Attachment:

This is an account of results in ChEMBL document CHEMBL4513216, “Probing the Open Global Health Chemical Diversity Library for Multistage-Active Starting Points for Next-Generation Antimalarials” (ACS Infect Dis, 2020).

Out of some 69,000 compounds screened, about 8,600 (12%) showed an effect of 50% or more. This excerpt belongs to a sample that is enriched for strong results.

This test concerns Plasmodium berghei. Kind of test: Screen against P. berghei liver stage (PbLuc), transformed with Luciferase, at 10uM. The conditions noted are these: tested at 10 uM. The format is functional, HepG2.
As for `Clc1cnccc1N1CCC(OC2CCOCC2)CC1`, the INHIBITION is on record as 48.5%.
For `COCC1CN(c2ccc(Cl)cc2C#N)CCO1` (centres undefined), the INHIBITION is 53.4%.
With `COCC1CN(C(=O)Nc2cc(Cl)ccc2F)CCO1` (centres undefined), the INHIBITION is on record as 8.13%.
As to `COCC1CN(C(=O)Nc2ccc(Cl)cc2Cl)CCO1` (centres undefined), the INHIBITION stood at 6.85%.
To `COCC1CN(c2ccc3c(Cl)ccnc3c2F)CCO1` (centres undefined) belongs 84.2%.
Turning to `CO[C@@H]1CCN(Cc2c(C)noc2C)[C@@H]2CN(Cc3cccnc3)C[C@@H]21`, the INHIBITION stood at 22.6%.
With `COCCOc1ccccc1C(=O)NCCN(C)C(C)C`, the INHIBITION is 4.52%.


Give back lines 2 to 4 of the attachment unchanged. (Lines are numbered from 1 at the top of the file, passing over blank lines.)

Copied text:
Out of some 69,000 compounds screened, about 8,600 (12%) showed an effect of 50% or more. This excerpt belongs to a sample that is enriched for strong results.

This test concerns Plasmodium berghei. Kind of test: Screen against P. berghei liver stage (PbLuc), transformed with Luciferase, at 10uM. The conditions noted are these: tested at 10 uM. The format is functional, HepG2.
As for `Clc1cnccc1N1CCC(OC2CCOCC2)CC1`, the INHIBITION is on record as 48.5%.